There have been two recent significant product liability cases in the US which have involved products which are common place in the UK market.

The first involves talcum powder manufactured by Johnson & Johnson. In July, a jury in Missouri awarded a group of 22 Claimants $4.7bn (£3.6bn) in compensation and punitive damages following a claim that use of the talcum powder caused them to develop ovarian cancer, as the products contained asbestos.

The second involves a jury decision in San Francisco where Dewayne Johnson was awarded $298m (£233m) after the jury found that regular use of the commonly used weed killer, Roundup, caused him to contract non-Hodgkin lymphoma, leaving him with only months to live. In his role as a groundskeeper and pest manager at a school in Benicia, he sometimes had to spray the herbicide on school grounds for several hours a day. Both Johnson & Johnson and the manufacturers of Roundup, Monsanto (now owned by Bayer) intend to appeal the respective decisions.

The Court system in the US allows a jury to reach first instance decisions on both liability and damages. This is markedly different to how civil cases are determined in the United Kingdom, namely by a Judge sitting without a jury. Whilst a Judge is not necessarily unsympathetic to the stories that Claimants outline in Court, they are expected to weigh up the evidence impartially and in a dispassionate manner. In comparison, the jury system in the US can lead to awards being significantly affected by the highly emotional nature of Claimants’ predicaments.

In the absence of clear scientific evidence to establish a causal link between the products and the injuries alleged, it is highly doubtful that either case would succeed in the UK. As matters stand, it appears that there is insufficient scientific evidence for both.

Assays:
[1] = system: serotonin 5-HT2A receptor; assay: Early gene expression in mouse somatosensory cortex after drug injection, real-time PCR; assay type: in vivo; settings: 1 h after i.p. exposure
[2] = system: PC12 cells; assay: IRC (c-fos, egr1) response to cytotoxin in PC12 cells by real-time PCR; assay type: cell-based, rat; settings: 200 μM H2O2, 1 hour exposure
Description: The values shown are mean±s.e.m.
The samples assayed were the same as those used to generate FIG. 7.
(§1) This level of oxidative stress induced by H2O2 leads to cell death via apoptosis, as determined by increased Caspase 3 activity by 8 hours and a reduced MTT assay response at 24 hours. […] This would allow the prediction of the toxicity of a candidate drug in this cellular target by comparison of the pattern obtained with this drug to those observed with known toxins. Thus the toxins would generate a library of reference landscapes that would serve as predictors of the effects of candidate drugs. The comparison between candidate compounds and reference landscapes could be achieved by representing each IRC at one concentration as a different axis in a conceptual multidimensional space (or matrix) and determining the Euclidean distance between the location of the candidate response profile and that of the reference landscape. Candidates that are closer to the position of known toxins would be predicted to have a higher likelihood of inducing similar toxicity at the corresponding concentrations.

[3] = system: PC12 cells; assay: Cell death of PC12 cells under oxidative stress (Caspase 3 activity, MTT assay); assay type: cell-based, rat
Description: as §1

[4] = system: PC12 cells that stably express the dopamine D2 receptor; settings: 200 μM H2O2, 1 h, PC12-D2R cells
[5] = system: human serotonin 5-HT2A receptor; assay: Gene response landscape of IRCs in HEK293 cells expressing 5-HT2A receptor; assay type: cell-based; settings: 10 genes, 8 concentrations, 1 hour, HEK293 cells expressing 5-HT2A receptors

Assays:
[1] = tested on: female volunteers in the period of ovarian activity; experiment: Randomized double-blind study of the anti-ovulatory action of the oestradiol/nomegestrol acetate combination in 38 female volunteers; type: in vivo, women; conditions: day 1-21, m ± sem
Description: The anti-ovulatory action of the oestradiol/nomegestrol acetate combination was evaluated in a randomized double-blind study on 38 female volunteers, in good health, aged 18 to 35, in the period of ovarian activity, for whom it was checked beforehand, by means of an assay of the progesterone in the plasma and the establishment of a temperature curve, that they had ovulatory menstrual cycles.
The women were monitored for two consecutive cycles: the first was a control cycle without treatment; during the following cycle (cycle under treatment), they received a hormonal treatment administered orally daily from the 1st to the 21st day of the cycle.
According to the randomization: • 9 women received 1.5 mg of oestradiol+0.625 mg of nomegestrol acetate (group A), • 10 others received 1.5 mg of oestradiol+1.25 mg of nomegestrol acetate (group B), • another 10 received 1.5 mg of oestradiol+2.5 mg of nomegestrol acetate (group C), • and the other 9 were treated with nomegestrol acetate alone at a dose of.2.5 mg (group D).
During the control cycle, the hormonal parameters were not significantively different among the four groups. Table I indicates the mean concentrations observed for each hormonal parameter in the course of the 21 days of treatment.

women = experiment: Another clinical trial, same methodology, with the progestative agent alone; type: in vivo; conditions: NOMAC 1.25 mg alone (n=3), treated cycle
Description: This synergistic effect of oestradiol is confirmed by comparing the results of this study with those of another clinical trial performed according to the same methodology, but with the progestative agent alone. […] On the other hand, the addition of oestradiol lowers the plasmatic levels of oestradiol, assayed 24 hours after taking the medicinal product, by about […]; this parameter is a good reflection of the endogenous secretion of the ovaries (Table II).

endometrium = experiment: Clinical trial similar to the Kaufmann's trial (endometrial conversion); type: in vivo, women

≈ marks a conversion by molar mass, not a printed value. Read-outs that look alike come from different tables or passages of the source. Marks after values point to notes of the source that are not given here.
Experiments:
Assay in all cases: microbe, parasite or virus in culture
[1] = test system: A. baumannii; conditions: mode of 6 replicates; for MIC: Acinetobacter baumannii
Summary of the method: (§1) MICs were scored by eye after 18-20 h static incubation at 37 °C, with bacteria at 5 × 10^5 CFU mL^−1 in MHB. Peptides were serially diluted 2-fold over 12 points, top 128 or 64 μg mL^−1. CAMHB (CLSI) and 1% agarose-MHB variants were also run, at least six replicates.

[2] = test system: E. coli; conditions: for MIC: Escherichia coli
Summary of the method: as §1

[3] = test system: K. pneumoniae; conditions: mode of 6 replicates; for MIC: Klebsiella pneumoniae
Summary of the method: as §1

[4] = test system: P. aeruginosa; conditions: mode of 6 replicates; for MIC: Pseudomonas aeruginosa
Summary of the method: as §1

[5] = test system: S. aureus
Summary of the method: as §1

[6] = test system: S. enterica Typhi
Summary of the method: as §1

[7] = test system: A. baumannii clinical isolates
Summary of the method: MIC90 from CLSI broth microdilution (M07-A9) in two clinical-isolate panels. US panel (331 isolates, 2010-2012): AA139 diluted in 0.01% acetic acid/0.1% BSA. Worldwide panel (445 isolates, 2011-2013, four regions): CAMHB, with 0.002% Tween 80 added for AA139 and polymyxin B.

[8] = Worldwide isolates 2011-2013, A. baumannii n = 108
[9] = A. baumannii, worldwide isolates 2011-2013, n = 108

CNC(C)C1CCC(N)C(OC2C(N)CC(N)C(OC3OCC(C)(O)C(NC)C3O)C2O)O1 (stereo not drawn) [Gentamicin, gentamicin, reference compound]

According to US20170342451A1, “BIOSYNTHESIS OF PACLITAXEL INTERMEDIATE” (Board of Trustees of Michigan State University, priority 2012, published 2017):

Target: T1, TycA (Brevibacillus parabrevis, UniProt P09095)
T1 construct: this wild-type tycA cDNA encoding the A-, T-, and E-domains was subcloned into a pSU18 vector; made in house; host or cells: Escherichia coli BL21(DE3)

However, the impact of such court decisions in the US can be felt reputationally on the marketing of those products in the UK. Following the Roundup case, despite Monsanto’s assurances and the fact an appeal is to follow, at least one major UK retailer has reviewed their sales of the product. B&Q have confirmed that they are reviewing all of their garden products and that they already offer alternatives to weed killers which contain glyphosates, the chemical alleged to have caused Mr Johnson’s cancer.

In the UK, claims of this sort would be determined under the strict liability regime set out by the Consumer Protection Act 1987 (CPA) or in tort for negligence. A claim under the CPA would need to establish that the product in question was defective in failing to meet the level of safety consumers are generally entitled to expert, and that any such defect caused injury. Causation would also be an essential part of a negligence claim. In the absence of scientific evidence to establish a causal link between the use of talcum powder products or glyphosates and the development of cancer when used in accordance with any instructions/recommendations that apply to the product, it is difficult to see how either case could proceed successfully.

The cases do, however, highlight the importance of vigilance. Where scientific studies reveal new concerns over a product, manufacturers should review whether any remedial or protective action is required and/or whether warnings or guidance accompanying their products should be updated.